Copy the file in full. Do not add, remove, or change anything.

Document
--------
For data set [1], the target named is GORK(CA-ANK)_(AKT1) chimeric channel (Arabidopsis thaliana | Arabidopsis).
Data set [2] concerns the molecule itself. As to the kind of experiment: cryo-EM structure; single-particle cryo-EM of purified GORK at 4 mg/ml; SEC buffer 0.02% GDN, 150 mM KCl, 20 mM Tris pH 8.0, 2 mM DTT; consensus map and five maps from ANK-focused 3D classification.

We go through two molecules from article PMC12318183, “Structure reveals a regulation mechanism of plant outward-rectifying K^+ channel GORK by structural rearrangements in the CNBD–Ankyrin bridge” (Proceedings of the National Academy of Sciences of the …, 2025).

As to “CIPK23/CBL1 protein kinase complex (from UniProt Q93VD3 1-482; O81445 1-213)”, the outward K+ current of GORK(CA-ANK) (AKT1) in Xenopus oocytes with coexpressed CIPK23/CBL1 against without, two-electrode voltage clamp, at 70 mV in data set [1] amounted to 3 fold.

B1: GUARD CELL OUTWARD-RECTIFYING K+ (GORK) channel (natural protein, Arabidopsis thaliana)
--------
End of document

For data set [1], the target named is GORK(CA-ANK)_(AKT1) chimeric channel (Arabidopsis thaliana | Arabidopsis).
Data set [2] concerns the molecule itself. As to the kind of experiment: cryo-EM structure; single-particle cryo-EM of purified GORK at 4 mg/ml; SEC buffer 0.02% GDN, 150 mM KCl, 20 mM Tris pH 8.0, 2 mM DTT; consensus map and five maps from ANK-focused 3D classification.

We go through two molecules from article PMC12318183, “Structure reveals a regulation mechanism of plant outward-rectifying K^+ channel GORK by structural rearrangements in the CNBD–Ankyrin bridge” (Proceedings of the National Academy of Sciences of the …, 2025).

As to “CIPK23/CBL1 protein kinase complex (from UniProt Q93VD3 1-482; O81445 1-213)”, the outward K+ current of GORK(CA-ANK) (AKT1) in Xenopus oocytes with coexpressed CIPK23/CBL1 against without, two-electrode voltage clamp, at 70 mV in data set [1] amounted to 3 fold.

B1: GUARD CELL OUTWARD-RECTIFYING K+ (GORK) channel (natural protein, Arabidopsis thaliana)